SAGA: An attempt to promote the welfare of chimpanzees and other nonhuman primates in Japan
Join us on Thursday 16th March for a Faculty of Natural Sciences guest lecture, 'SAGA: An attempt to promote the welfare of chimpanzees and other nonhuman primates in Japan', delivered by Professor Testuro Matsuzawa, Distinguished Professor at Kyoto University's Institute for Advanced Study.
Professor Matsuzawa has been studying chimpanzee both in the laboratory and in the wild. The laboratory work is known as 'Ai-project' in the Primate Research Institute of Kyoto University since 1976: a female chimpanzee named Ai learned to use Arabic numerals to represent the number (Matsuzawa, 1985, NATURE). The field work has been carried out in Bossou-Nimba, Guinea, since 1986, focusing on the tool use in the wild. Matsuzawa tries to synthesize the field and the lab work to understand the mind of chimpanzees to know the evolutionary origins of human mind. He published the books such as 'Primate origins of human cognition and behavior', 'Cognitive development in chimpanzees', 'The chimpanzees of Bossou and Nimba'. He got several prizes including Jane Goodall Award in 2001, and The Medal with Purple Ribbon in 2004, The Person of Cultural Merit in 2013.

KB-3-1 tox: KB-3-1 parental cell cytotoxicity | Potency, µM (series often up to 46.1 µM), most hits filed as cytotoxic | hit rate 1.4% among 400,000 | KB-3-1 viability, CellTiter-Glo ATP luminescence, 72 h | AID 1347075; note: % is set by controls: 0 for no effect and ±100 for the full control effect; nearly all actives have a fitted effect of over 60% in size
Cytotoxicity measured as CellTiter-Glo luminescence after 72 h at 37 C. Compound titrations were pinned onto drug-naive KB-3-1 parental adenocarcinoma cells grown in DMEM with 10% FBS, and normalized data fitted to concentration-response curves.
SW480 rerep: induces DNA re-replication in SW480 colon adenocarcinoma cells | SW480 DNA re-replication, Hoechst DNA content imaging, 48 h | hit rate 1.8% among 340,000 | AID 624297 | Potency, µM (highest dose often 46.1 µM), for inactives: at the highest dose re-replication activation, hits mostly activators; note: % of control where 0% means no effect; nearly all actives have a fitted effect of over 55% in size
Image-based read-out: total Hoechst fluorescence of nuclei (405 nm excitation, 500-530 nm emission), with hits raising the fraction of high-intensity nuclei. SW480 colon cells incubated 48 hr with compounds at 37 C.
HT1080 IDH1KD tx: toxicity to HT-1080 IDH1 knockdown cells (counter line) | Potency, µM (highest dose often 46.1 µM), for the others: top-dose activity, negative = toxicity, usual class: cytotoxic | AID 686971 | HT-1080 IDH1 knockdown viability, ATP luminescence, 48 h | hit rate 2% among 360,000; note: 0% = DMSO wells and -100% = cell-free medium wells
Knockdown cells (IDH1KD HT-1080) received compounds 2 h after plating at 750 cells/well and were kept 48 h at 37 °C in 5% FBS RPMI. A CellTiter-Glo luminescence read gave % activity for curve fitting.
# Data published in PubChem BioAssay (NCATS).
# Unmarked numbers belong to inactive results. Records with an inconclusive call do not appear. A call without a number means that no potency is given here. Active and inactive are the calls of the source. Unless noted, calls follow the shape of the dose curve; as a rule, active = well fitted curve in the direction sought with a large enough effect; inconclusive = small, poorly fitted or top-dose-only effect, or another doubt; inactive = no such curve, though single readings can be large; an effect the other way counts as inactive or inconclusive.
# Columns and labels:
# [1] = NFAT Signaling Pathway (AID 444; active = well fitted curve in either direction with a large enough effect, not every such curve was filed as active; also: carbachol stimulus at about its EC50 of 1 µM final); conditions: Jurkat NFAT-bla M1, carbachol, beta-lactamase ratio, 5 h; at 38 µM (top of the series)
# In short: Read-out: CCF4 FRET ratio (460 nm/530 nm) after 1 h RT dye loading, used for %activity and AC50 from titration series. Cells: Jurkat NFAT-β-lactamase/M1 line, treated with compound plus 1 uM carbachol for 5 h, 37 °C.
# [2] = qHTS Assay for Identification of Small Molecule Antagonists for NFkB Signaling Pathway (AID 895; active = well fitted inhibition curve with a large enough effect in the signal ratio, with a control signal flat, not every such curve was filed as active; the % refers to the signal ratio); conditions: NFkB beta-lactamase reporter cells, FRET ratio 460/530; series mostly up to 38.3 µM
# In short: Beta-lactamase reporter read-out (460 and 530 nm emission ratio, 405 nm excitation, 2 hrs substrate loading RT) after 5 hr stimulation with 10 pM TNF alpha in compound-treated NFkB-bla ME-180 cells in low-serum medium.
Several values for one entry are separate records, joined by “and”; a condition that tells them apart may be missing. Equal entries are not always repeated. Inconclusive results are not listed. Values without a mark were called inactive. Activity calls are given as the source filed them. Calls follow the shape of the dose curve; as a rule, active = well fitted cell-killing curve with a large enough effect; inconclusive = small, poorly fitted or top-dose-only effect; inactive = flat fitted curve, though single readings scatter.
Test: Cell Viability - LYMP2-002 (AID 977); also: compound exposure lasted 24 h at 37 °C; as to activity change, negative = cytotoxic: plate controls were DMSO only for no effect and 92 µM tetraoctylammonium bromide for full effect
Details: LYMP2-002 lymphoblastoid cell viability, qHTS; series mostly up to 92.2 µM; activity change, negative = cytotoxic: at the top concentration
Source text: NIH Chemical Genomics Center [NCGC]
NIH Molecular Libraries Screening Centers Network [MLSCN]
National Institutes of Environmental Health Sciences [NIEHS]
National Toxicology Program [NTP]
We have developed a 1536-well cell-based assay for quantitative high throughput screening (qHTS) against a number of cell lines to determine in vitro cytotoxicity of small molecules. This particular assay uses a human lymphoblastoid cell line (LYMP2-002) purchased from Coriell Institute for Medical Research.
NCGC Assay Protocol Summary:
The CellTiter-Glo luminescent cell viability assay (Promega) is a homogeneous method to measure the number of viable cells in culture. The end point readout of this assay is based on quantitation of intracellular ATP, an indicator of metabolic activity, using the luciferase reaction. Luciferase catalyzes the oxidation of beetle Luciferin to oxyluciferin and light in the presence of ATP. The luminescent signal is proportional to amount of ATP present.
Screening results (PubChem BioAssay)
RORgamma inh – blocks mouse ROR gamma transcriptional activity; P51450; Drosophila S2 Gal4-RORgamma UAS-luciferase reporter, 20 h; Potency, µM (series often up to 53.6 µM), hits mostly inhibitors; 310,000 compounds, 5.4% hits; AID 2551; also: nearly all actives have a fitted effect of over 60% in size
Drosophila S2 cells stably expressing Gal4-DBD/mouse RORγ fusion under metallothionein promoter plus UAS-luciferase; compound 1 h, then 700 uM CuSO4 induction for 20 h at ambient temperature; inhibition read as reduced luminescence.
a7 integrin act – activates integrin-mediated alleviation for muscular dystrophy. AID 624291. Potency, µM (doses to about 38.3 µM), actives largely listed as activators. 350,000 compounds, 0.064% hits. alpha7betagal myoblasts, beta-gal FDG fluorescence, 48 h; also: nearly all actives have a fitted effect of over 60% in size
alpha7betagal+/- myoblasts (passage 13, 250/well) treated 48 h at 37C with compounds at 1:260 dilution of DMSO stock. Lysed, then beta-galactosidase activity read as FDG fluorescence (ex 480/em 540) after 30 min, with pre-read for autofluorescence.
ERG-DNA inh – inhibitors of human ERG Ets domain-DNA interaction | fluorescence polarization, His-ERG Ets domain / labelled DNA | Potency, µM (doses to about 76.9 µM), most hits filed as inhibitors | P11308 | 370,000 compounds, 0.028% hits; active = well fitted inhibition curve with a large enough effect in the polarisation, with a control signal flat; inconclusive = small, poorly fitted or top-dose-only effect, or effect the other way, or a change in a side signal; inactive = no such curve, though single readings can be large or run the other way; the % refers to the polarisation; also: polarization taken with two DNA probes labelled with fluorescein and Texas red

The University of Stirling thanks the Universities Federation for Animal Welfare and the Japan Foundation for their support of this event which is part of a series to promote intellectual exchange between Japan and Scotland.